This Sinn 103 chronograph came in for a problem with the crown to be sorted, only a small job really but as you don’t see these very often and it’s such a gorgeous Bundeswher type chronograph it would be a sinn not to show it (geddit?)!
During the late 1960’s the race to develop the worlds first automatic chronograph had two main contenders, the Zenith-Movado group and a joint effort from Breitling, Hamilton/Bren, Heuer/Leonidas and Dubois-Dpraz. Meanwhile Seiko had quietly been developing the calibre 6138 automatic twin register chrono which was planned to be the first to market and pip the Swiss to the post. Seiko quickly realised the technical challenges of the 6138 wouldn’t be overcome in time to release it as soon as they’d like, so they also developed the 6139 single register automatic chronograph alongside it which neatly side stepped the challenge of getting the hour register chronograph layer sandwiched between the motion work and the calendar components. Because of this decision, in February 1969 the first 6139’s were released to market which pipped Breitling groups calibre 11 official launch on March 3rd. The 6138 challenges were overcome and it was released the following year in 1970. The example featured here is a 6138-0011 more commonly know as the ‘UFO’ although it was originally advertised by Seiko as the ‘Yachtman’. This came in for a movement service and to correct a number of faults amongst which were a chronograph that wouldn’t run for more than 30 seconds and a minute register that reset everywhere but zero! It also came with a number of parts and a replacement case and crystal.
Omegas Speedmaster watches have to be one of the most iconic chronographs that have ever been made. From it’s introduction in 1957 to the present day the design has changed very little, an original CK2913 speedy is still undoubtably related to every model that came later. The movement changed throughout the years starting with the column wheel calibre 321, in 1968 the cam lever calibre 861 was introduced and in 1977 some small modifications were made and it became the calibre 1861. In more modern times movements based on the F. Piguet 33xx and the Omega calibre 9300 have been utilised. Of course the Speedmaster shot to fame with NASA choosing it as their official watch certified for space flight in 1965, and it was taken to the moon on a number of occasions. This fact is celebrated on the back of Speedmasters produced since then with the legend ‘First Watch Worn on the Moon’ engraved on the back. This 1977 example came in for a movement service, it was also suffering from a fluttering seconds hand and chrono creep on the hour register.
Another JDM Sports Seiko for your delight today! This one is known as the ‘Basketball’ due to the fact it was designed to time basketball and football (soccer) matches with its graduated rotating inner bezel. I can only guess it was designed for college basketball games as they have two 20 minute halves and the inner ring on this is graduated in two yellow 20 minute sections with a ten minute break in between. The soccer section of the ring is marked in white blocks for 45 minutes, the time for each half of a game. It’s powered by the calibre 7017a movement which is an automatic, 21 jewel, 21,600bph, day/date movement with a flyback chronograph feature. The way to time something using this is to line up the inner ring with the minute hand then start the chronograph running, you can then read off the elapsed minutes against the basketball or soccer timer. Flyback means you can reset the seconds counter to zero without actually stopping the chronograph from running. This example arrived in a non running state, the date wouldn’t set and the chrono seconds hand wouldn’t move or reset.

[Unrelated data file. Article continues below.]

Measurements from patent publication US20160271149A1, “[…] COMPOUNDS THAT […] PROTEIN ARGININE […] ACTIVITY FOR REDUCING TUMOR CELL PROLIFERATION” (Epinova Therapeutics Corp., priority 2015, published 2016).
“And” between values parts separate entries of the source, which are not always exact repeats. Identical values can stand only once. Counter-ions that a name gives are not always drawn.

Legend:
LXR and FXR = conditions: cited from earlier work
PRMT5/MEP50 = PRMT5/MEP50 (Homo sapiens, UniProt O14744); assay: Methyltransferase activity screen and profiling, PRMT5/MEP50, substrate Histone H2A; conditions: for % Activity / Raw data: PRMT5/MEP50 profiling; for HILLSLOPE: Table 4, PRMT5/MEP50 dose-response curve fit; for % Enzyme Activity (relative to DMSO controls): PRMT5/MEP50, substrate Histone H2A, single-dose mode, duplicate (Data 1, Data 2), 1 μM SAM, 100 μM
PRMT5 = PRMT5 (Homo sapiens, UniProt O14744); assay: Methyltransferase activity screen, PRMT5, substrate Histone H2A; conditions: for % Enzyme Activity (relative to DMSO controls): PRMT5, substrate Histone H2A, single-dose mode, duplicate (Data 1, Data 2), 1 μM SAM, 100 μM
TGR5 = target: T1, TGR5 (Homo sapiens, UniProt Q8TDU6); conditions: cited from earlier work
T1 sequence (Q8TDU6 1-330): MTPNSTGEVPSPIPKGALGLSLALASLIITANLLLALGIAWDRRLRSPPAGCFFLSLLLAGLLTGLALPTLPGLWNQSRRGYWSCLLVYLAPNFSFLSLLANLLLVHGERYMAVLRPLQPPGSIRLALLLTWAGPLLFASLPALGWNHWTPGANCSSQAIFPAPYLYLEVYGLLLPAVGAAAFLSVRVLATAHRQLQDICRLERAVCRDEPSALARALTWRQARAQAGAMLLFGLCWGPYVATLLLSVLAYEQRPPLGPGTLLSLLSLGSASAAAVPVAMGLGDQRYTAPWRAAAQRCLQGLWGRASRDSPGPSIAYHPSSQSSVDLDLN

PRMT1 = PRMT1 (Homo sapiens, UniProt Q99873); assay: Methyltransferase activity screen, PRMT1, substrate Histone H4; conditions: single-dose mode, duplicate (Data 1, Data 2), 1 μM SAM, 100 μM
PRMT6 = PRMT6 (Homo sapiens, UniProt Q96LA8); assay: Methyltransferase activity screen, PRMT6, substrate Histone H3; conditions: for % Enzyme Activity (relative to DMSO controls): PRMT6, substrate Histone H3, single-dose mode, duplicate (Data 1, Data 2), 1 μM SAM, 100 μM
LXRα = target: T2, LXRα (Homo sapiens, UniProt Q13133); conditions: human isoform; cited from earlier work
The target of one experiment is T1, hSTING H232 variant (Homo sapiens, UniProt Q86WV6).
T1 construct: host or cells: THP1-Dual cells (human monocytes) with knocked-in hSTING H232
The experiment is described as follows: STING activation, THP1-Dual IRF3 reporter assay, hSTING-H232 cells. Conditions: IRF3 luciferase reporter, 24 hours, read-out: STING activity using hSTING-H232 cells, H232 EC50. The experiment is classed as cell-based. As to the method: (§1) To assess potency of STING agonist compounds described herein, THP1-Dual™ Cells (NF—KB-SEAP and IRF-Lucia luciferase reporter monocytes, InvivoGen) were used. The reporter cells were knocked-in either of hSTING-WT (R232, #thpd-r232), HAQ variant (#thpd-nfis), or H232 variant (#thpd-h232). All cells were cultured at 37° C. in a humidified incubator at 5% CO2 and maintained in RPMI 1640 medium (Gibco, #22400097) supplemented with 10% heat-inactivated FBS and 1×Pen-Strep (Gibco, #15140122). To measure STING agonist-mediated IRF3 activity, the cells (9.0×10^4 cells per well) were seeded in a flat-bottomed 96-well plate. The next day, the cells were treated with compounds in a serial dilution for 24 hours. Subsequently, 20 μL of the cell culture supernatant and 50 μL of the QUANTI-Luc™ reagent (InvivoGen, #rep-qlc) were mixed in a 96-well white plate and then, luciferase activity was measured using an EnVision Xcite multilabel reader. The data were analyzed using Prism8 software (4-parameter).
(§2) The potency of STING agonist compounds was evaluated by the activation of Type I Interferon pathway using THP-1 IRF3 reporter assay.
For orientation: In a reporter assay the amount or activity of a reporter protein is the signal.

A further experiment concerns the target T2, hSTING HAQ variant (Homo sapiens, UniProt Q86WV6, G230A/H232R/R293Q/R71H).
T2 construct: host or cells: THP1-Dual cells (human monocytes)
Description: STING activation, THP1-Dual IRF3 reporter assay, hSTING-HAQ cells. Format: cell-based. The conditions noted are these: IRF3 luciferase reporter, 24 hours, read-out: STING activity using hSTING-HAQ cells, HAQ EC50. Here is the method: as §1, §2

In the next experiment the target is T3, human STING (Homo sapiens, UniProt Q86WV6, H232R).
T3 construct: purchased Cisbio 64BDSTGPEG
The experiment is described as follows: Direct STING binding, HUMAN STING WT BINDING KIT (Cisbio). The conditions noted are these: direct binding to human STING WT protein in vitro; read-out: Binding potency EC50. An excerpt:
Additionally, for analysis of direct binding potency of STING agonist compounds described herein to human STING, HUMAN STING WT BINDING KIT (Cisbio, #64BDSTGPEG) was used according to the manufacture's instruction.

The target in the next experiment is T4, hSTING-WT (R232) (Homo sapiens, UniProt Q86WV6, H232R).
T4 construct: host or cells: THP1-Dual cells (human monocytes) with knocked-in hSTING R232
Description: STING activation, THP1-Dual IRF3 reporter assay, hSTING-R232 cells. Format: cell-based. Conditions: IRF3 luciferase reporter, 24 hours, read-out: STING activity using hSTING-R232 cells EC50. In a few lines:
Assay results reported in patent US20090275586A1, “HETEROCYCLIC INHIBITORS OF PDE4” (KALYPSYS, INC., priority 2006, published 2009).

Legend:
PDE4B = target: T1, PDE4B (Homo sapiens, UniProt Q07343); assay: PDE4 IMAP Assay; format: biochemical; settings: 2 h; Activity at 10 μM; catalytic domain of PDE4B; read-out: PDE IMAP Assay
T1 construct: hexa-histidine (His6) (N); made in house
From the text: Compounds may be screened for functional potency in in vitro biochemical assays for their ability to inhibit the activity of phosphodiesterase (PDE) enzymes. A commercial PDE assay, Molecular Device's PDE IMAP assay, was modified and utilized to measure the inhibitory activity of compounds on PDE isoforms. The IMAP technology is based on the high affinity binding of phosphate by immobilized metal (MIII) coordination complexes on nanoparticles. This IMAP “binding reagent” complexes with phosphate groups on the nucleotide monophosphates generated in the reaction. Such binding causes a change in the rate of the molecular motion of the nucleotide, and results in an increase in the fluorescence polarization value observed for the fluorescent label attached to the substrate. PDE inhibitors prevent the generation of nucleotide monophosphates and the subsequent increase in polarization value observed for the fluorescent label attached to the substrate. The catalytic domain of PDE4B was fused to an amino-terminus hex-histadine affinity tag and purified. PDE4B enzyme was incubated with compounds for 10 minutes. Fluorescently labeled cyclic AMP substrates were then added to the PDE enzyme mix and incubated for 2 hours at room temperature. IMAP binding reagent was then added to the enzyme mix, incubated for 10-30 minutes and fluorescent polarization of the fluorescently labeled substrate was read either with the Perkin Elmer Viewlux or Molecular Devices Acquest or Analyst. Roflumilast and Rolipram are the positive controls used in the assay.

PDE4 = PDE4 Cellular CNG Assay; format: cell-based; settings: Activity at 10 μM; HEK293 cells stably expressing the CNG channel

I’ve featured Seikos 6139-600x series chronographs before but never a blue dialled one! I thought this may be of interest as it’s suffered from quite a common problem whereby the minute counter doesn’t count or reset properly. This example came in needing a service and the minute register problem sorting. The photographs I took at the start didn’t come out for some reason (I think I probably deleted them by pressing the wrong button!) so we’ll start with the caseback removed. The movement looks in reasonable shape but the trace on the timegrapher was appalling so it was definitely in need of a service
The Poljot Calibre 3133 is a 23 jewel, 21,600bph, cam controlled, manual wind chronograph with a coulisse lever system. It has running seconds at the 9 o’clock sub register, minutes elapsed at 3 o’clock and a central sweep seconds counter, it also has a date a 6 o’clock. In the 1970s, the Russian Poljot factory purchased the machinery to produce the 3133 from the Swiss firm Valjoux , at that time they were disposing of the machinery that once produced their chronograph caliber 7734. Poljot then used this to produce the 31mm calibre 3133. A good proportion of the parts of the Poljot 3133 are identical to the Valjoux 7734. The main differences between the two calibres are that the Poljot has all chronograph related gears running in jewels, and the glucydur balance swings in a Poljot developed shock protection system. The balance was modified to a smaller diameter which makes the 3133 run at 21,600bph compared to the 7734’s 18.000bph. This example has an inner 12 hour bezel that can be rotated by the crown on the left of the case and it came in for attention in a non running state.
A sticky pusher or two is not an uncommon occurrence on Omega Speedmasters. This can be caused by a build up of crud inside the pusher tube if the seal has failed but more usually the cause is a broken spring. I thought I’d show how I approach this repair.